“Government needs to consider whether existing regulation is fit-for-purpose and how IoT interacts with new EU regulation such as the NIS Directive (security of Network and Information systems) or GDPR where IoT processes or controls personal data.”
Both reports identify the importance of digital skills. They call on government to ensure that current reforms to post-16 education, such as T levels and new apprenticeships standards, include appropriate levels of skills development for end-users who will implement IoT in the workplace. Investment in design and technology education, as a subject that provides excellent opportunities for young people to understand the interfaces between physical and digital systems as well as practical opportunities to apply this, is also recommended, following the example of recent investment in computer science in schools.
Professor Rachel Cooper OBE, Adoption and Acceptability theme lead at the PETRAS IoT Research Hub, and Distinguished Professor of Design Management and Policy at Lancaster University, says:
“It is vital that we improve the level of technical and data literacy and skills to enable the public to become involved in reinforcing security in data and the Internet of Things. Ethical development of these emerging technologies is a collective responsibility for the whole of society, not just for those who are developing them.”
Notes for Editors
1. Cyber safety and resilience: strengthening the digital systems that support the modern economy
is published by the Royal Academy of Engineering, compiled by a group of expert Academy Fellows, chaired by Prof Nick Jennings CB FREng, Vice Provost and Professor of Artificial Intelligence at Imperial College London.
Report: Cyber safety and resilience (2.27 MB)
Internet of Things: realising the potential of a trusted smart world
is published by the PETRAS Cybersecurity of the Internet of Things Research Hub and the Royal Academy of Engineering, and was compiled by a group of experts from PETRAS and the Academy, chaired by Paul Taylor FREng, UK Lead Partner - Cyber Security at KPMG.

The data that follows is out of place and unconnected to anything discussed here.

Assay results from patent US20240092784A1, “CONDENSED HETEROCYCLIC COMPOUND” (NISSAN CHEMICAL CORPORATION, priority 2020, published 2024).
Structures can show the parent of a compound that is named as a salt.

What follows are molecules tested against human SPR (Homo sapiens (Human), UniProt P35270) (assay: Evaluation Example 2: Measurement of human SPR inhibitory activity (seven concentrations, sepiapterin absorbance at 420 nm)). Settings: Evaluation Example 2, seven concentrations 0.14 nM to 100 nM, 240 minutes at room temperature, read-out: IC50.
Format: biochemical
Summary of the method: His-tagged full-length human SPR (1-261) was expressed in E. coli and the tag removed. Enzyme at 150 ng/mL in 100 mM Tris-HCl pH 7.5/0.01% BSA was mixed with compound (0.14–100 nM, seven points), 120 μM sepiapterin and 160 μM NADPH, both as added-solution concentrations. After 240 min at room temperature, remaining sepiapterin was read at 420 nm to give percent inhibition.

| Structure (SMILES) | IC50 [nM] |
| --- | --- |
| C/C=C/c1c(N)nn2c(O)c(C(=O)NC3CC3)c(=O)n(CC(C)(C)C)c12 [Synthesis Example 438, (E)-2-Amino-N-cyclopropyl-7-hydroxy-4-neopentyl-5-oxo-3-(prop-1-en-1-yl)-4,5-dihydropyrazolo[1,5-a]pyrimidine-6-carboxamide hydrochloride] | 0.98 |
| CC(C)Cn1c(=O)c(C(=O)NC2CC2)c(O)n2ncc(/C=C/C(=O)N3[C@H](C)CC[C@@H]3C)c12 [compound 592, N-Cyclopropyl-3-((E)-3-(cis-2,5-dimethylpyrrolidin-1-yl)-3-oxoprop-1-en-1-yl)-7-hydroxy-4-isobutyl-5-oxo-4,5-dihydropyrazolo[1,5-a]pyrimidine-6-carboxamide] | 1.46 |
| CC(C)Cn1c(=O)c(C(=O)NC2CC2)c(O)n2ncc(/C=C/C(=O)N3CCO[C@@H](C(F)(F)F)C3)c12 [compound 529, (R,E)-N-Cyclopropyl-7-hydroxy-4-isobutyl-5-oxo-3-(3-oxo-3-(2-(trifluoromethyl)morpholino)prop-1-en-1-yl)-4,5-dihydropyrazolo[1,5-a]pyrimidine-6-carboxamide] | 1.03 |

Report: Internet of things (2.28 MB)
2. The PETRAS Cybersecurity of the Internet of Things Research Hub
is funded by the Engineering and Physical Sciences Research Council (EPSRC) to explore critical issues of Privacy, Ethics, Trust, Reliability, Acceptability, and Security (PETRAS) relating to the Internet of Things (IoT). The Hub brings together nine leading UK universities, (University of Warwick, University of Oxford, Lancaster University, University of Surrey, University College London, University of Edinburgh, University of Southampton, Imperial College London, and Cardiff University)
As part of the Government-funded IoT UK research and innovation programme, the Hub is receiving £9.8m funding from the Engineering and Physical Sciences Research Council (EPSRC), which is match funded by £14m and participation from over 120 academic, industrial and public- sector partners. The hub was announced on the 6th January 2016.
The hub looks at both social and technological issues, bringing together research leaders, industry, the public and voluntary sectors. In bringing together this community, the research hub is able to gain a thorough understanding of PETRAS issues in terms of the needs and potentially conflicting interests of government, industry and academia. This enables the hub to be a leader in the development and innovation of IoT, and an authority and influencing voice in the cybersecurity of IoT.
www.petrashub.org | @PETRASiot
3. Royal Academy of Engineering. As the UK’s national academy for engineering, we bring together the most successful and talented engineers for a shared purpose: to advance and promote excellence in engineering. We provide analysis and policy support to promote the UK’s role as a great place to do business. We take a lead on engineering education and we invest in the UK’s world-class research base to underpin innovation. We work to improve public awareness and understanding of engineering. We are a national academy with a global outlook.
www.raeng.org.uk | @RAEngNews
We have four strategic challenges:
- Make the UK the leading nation for engineering innovation
- Address the engineering skills crisis
- Position engineering at the heart of society
- Lead the profession
For more information please contact:
Jane Sutton at the Royal Academy of Engineering
T: 020 7766 0636;
E: Jane Sutton